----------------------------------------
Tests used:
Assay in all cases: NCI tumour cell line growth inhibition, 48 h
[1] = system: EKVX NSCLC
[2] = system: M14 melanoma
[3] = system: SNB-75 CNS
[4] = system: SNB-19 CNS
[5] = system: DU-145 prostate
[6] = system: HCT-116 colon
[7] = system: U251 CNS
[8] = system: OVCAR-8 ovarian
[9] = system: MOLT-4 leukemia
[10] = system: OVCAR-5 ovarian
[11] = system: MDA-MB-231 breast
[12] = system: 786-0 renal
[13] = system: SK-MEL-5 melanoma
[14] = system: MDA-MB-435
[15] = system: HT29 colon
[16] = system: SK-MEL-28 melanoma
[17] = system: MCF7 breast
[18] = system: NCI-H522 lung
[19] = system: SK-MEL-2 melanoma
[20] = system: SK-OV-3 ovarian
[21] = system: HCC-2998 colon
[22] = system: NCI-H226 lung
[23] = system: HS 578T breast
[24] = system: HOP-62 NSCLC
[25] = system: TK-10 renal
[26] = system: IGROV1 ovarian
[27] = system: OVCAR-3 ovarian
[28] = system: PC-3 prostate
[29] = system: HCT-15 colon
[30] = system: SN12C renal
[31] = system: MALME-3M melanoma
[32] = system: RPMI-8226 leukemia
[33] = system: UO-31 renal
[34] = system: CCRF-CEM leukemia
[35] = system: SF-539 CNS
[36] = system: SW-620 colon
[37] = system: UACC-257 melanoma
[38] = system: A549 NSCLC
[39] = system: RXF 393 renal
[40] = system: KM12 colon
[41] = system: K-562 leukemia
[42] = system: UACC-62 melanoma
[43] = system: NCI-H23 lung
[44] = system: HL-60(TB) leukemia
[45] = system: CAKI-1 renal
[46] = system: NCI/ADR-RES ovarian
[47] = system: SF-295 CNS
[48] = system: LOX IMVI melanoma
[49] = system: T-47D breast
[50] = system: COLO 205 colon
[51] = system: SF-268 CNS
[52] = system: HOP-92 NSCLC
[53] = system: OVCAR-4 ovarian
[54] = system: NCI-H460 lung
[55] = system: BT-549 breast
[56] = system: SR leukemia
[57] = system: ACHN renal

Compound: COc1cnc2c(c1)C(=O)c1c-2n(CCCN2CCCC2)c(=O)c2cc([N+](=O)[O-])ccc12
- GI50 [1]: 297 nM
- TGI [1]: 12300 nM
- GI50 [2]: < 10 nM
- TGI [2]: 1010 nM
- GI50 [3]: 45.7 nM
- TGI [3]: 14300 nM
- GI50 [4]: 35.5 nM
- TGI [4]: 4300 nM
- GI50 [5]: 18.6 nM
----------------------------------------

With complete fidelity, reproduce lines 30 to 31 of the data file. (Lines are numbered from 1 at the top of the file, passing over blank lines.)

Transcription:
[28] = system: PC-3 prostate
[29] = system: HCT-15 colon